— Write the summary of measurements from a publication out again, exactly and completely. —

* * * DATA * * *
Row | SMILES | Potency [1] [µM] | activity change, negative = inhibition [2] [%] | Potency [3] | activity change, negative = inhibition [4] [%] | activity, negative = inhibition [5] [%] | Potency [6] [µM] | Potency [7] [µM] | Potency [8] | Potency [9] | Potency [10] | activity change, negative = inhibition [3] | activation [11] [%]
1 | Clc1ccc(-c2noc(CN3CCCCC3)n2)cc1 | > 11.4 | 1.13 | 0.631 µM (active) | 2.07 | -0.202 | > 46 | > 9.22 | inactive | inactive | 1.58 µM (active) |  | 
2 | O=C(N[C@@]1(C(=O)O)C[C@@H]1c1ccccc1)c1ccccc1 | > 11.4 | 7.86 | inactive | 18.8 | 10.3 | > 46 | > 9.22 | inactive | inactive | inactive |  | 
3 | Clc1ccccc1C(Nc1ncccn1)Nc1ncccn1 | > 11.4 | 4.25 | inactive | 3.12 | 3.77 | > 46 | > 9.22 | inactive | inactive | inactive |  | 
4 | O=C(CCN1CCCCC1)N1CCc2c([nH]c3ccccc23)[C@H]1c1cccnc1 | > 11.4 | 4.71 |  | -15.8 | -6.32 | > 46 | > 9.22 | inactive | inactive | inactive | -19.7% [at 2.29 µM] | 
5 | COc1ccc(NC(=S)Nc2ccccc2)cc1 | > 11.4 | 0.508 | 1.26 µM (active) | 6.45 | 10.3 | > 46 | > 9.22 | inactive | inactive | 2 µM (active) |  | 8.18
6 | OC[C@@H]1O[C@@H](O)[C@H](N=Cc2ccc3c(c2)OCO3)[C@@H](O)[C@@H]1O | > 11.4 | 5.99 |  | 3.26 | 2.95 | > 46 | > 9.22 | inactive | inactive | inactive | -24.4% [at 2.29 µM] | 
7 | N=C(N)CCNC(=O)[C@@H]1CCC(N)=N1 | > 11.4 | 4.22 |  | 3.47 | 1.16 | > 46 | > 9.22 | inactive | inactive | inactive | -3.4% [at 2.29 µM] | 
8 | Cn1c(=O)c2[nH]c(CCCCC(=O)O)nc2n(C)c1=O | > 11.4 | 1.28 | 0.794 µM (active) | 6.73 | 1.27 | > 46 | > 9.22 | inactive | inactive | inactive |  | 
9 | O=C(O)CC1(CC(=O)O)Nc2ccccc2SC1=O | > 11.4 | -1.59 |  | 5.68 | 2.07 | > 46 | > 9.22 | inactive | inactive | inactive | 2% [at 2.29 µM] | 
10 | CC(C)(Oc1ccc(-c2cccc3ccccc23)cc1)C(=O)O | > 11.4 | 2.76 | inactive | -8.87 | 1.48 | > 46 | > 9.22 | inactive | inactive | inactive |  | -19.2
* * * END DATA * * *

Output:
Row | SMILES | Potency [1] [µM] | activity change, negative = inhibition [2] [%] | Potency [3] | activity change, negative = inhibition [4] [%] | activity, negative = inhibition [5] [%] | Potency [6] [µM] | Potency [7] [µM] | Potency [8] | Potency [9] | Potency [10] | activity change, negative = inhibition [3] | activation [11] [%]
1 | Clc1ccc(-c2noc(CN3CCCCC3)n2)cc1 | > 11.4 | 1.13 | 0.631 µM (active) | 2.07 | -0.202 | > 46 | > 9.22 | inactive | inactive | 1.58 µM (active) |  | 
2 | O=C(N[C@@]1(C(=O)O)C[C@@H]1c1ccccc1)c1ccccc1 | > 11.4 | 7.86 | inactive | 18.8 | 10.3 | > 46 | > 9.22 | inactive | inactive | inactive |  | 
3 | Clc1ccccc1C(Nc1ncccn1)Nc1ncccn1 | > 11.4 | 4.25 | inactive | 3.12 | 3.77 | > 46 | > 9.22 | inactive | inactive | inactive |  | 
4 | O=C(CCN1CCCCC1)N1CCc2c([nH]c3ccccc23)[C@H]1c1cccnc1 | > 11.4 | 4.71 |  | -15.8 | -6.32 | > 46 | > 9.22 | inactive | inactive | inactive | -19.7% [at 2.29 µM] | 
5 | COc1ccc(NC(=S)Nc2ccccc2)cc1 | > 11.4 | 0.508 | 1.26 µM (active) | 6.45 | 10.3 | > 46 | > 9.22 | inactive | inactive | 2 µM (active) |  | 8.18
6 | OC[C@@H]1O[C@@H](O)[C@H](N=Cc2ccc3c(c2)OCO3)[C@@H](O)[C@@H]1O | > 11.4 | 5.99 |  | 3.26 | 2.95 | > 46 | > 9.22 | inactive | inactive | inactive | -24.4% [at 2.29 µM] | 
7 | N=C(N)CCNC(=O)[C@@H]1CCC(N)=N1 | > 11.4 | 4.22 |  | 3.47 | 1.16 | > 46 | > 9.22 | inactive | inactive | inactive | -3.4% [at 2.29 µM] | 
8 | Cn1c(=O)c2[nH]c(CCCCC(=O)O)nc2n(C)c1=O | > 11.4 | 1.28 | 0.794 µM (active) | 6.73 | 1.27 | > 46 | > 9.22 | inactive | inactive | inactive |  | 
9 | O=C(O)CC1(CC(=O)O)Nc2ccccc2SC1=O | > 11.4 | -1.59 |  | 5.68 | 2.07 | > 46 | > 9.22 | inactive | inactive | inactive | 2% [at 2.29 µM] | 
10 | CC(C)(Oc1ccc(-c2cccc3ccccc23)cc1)C(=O)O | > 11.4 | 2.76 | inactive | -8.87 | 1.48 | > 46 | > 9.22 | inactive | inactive | inactive |  | -19.2